Now we have the carburetor installed, and the governor hooked up. Now we have to control this mess with the throttle, right? And I am looking, and nothing matches up, and there aren’t any parts to make it work. No problem! I’ll make my own! First, I needed to mount the throttle cable somewhere that would be secure, and would not bind the cable and would be in reach of the throttle mechanism. There was a bracket of some kind on the engine already, and it was used for nothing before. I could tell, because there were no signs on the paint being disturbed. I guess this was meant for something on another device, and was left in place at the factory. Well, looking at it, it seemed like the perfect place to mount the cable. It had a screw that would hold the cable well, so I decided that this would be perfect. Now, with the cable in place, I had to figure out how to get the movement of the cable up and down to open and close the throttle- let me qualify this- the throttle is not connected to the cable directly. All the cable does is put more or less tension on the throttle spring, depending on whether you have it at the low or high setting. The cable does this with the spring. The less tension on the spring the more the governor will open the throttle. It is a kind of tug of war. I could see that I needed an arm of some kind with a the spring on one side, and the cable on the other. This little arm would need a place to be mounted, and there wasn’t any. I went down to the hardware store, and got some aluminum stock. I cut a piece of with my hack saw to make the bracket out of, and I located some nearby screws on the engine I could use to mount it to. [see images below]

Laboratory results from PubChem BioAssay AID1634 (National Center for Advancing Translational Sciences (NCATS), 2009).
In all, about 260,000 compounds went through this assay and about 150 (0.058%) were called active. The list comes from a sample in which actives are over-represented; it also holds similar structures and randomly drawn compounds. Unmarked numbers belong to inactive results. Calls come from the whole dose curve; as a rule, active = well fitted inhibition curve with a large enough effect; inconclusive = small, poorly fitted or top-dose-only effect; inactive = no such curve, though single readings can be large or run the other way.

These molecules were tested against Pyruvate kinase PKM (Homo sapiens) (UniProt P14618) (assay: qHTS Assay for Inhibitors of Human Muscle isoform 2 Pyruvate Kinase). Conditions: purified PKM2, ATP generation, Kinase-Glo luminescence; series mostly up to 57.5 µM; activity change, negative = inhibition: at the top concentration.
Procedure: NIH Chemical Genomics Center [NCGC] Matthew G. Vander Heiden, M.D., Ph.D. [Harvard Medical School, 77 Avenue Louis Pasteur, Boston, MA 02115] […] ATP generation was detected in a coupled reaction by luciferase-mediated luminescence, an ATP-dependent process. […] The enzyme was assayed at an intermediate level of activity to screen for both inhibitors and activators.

Using my drill, grinder, files and pliers I shaped the new bracket to fit. I could have used steel, but the aluminum was plenty strong, and easier to drill, grind and file. I shaped the little arm, put a nut a bolt through it with some washers between, and it was ready to mount. I put the cable in place. I put the carburetor back on, attached the spring and the governor, and it was ready for testing. Here is the end result. This may be too much detail for some folks, so I left it out of the video episodes. But to those working with an engine like this, it might be a helpful reference. Good projecting!